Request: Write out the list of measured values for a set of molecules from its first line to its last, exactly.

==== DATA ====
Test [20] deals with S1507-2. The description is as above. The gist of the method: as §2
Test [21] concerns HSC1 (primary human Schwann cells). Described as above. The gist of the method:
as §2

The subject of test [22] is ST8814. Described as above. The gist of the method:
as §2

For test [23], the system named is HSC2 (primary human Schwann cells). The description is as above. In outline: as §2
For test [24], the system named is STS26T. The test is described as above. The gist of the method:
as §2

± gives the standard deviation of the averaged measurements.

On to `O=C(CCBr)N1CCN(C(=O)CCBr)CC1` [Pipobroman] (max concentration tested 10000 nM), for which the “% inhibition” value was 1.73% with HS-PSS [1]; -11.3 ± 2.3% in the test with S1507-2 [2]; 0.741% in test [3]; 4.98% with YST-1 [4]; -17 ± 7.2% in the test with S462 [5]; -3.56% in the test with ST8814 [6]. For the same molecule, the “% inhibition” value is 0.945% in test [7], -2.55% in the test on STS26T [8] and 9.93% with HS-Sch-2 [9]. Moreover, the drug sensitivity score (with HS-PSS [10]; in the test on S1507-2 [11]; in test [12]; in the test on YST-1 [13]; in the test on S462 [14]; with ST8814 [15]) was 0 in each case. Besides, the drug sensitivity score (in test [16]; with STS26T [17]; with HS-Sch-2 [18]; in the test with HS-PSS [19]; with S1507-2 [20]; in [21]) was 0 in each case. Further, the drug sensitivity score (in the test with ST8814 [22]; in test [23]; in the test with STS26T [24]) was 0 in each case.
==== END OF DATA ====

Test [20] deals with S1507-2. The description is as above. The gist of the method: as §2
Test [21] concerns HSC1 (primary human Schwann cells). Described as above. The gist of the method:
as §2

The subject of test [22] is ST8814. Described as above. The gist of the method:
as §2

For test [23], the system named is HSC2 (primary human Schwann cells). The description is as above. In outline: as §2
For test [24], the system named is STS26T. The test is described as above. The gist of the method:
as §2

± gives the standard deviation of the averaged measurements.

On to `O=C(CCBr)N1CCN(C(=O)CCBr)CC1` [Pipobroman] (max concentration tested 10000 nM), for which the “% inhibition” value was 1.73% with HS-PSS [1]; -11.3 ± 2.3% in the test with S1507-2 [2]; 0.741% in test [3]; 4.98% with YST-1 [4]; -17 ± 7.2% in the test with S462 [5]; -3.56% in the test with ST8814 [6]. For the same molecule, the “% inhibition” value is 0.945% in test [7], -2.55% in the test on STS26T [8] and 9.93% with HS-Sch-2 [9]. Moreover, the drug sensitivity score (with HS-PSS [10]; in the test on S1507-2 [11]; in test [12]; in the test on YST-1 [13]; in the test on S462 [14]; with ST8814 [15]) was 0 in each case. Besides, the drug sensitivity score (in test [16]; with STS26T [17]; with HS-Sch-2 [18]; in the test with HS-PSS [19]; with S1507-2 [20]; in [21]) was 0 in each case. Further, the drug sensitivity score (in the test with ST8814 [22]; in test [23]; in the test with STS26T [24]) was 0 in each case.